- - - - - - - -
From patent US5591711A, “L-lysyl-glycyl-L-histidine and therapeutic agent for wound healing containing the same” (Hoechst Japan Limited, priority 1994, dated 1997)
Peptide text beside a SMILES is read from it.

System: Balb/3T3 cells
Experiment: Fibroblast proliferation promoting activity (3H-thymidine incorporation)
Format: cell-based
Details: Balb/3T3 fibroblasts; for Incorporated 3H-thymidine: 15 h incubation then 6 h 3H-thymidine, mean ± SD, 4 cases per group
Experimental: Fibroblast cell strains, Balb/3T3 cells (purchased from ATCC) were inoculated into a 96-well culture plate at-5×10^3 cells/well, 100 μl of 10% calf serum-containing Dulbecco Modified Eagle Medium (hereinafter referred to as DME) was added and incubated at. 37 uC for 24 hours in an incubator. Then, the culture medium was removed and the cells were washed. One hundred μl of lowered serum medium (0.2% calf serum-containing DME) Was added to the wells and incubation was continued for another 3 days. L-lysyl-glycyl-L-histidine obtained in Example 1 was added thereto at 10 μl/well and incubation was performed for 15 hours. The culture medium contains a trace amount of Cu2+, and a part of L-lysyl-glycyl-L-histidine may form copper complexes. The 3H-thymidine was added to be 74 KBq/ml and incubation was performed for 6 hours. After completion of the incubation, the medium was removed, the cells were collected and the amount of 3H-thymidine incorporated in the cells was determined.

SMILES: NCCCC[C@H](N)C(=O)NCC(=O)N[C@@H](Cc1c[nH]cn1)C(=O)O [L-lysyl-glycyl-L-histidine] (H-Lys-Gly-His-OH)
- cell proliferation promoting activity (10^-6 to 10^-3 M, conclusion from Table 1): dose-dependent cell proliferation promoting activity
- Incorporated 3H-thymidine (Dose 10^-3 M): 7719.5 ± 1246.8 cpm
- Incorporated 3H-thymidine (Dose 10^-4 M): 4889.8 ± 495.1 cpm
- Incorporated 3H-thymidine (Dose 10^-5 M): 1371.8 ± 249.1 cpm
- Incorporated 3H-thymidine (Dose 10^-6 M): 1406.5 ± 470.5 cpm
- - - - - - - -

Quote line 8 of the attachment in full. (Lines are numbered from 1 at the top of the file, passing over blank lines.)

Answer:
SMILES: NCCCC[C@H](N)C(=O)NCC(=O)N[C@@H](Cc1c[nH]cn1)C(=O)O [L-lysyl-glycyl-L-histidine] (H-Lys-Gly-His-OH)